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Defence sector needs a major rejig

Wednesday - October 10, 2018 9:48 am , Category : OPINION & INTERVIEW

WTN- The 2nd anniversary of surgical strikes was celebrated with much fanfare, with PM Narendra Modi himself addressing the defence chiefs in Jodhpur in praise of their achievement. However, despite our successes, we must not forget that shortage of arms and ammunition and lack of manpower in the higher ranks ails the army. 

The Air Force is short of planes and advanced equipment while the Navy is still in wait for submarines. A unified command to manage the army, navy and air force under one umbrella is still a far cry. The idea was mooted at least two decades ago but till now no consensus has been reached on that. A unified command under a proposed ‘chief of defence staff’ is needed for greater efficiency and better coordination among the three defence wings. 

The PM also stressed in Jodhpur that better coordination and cooperation between the three wings was important for capability enhancement. It is said that one major hiccup on the way of establishment of a unified command is the constant opposition from Air Force. Air Force feels the diversity and strategic needs of the country are such that Air Force needs a separate functioning to deliver optimally. Being under a unified command will dilute its possibilities. 

Whether or not this is a valid reason can be doubted but what is certain is that the defence sector needs a major boost in infrastructure and armory. Maj Gen BC Khanduri’s report tabled in Parliament in March this year pointed towards some major lacks and lapses in the forces. The resource allocation to the forces, the report says, is by far inadequate vis-à-vis the requirements. Not only we are in grave shortage of arms and ammunitions, those which we have in our store are dated and rusty the sheer upkeep cost of which bleeds our exchequer.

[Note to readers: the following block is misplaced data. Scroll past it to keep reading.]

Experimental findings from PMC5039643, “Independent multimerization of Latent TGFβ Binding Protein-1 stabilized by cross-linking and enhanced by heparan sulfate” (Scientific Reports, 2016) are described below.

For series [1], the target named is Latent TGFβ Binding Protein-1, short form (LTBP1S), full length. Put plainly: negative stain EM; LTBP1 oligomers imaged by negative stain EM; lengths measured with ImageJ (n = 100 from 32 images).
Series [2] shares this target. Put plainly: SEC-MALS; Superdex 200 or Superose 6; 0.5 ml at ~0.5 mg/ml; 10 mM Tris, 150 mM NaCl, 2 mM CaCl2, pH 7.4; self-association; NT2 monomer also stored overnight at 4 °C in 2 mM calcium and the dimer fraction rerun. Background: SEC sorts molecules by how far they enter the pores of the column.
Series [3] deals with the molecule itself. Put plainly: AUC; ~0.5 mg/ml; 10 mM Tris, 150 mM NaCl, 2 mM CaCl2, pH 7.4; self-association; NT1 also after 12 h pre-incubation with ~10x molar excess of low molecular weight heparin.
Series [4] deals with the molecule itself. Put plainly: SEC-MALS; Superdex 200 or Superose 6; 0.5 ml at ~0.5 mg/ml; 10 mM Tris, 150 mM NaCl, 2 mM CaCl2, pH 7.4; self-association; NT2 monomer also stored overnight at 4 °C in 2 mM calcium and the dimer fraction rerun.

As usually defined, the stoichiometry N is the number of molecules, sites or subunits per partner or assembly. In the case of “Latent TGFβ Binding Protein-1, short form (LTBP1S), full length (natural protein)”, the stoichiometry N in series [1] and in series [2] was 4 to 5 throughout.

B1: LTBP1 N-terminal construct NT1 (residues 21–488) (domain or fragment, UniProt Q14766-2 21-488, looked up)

According to an estimate, close to 69 per cent of our arms and ammunitions are obsolete and need urgent replacement. Hardly 24 per cent of our army machinery is modern and less than 8 per cent is advanced. Security protocol stipulates that no more than 25 per cent of weaponry in the arsenal should be old for a country to be considered war worthy. The condition of the navy and air force are no better. The planes are old and so are the tanks. We are still not capable of mass production of any high standard of our own weapons, which is why we have to depend heavily on imports. Procuring weaponry is a long, tedious and complicated process which causes inordinate delays and escalating costs. 

Corruption issues further delay the process. Changing defence ministers also affects the army. In the last four years alone we have seen four different defence ministers holding charge at different times. Each one comes with his/her own priority areas and baggage of right and wrong. The forces thus don’t have a consistent and clear vision and direction to work on. There were high hopes from the Modi government to usher in drastic changes in the army setup, functioning and capability but things have not moved fast in the last four years due to multiple layers of clearance hurdles as well as logistic and economic roadblocks. 

The PM himself had said four years back that the army was honoring its duties despite inadequate resources at its disposal. Unfortunately, the situation hasn’t changed much even today. Majority of the reforms are still stuck in the pipeline.

-Window To News
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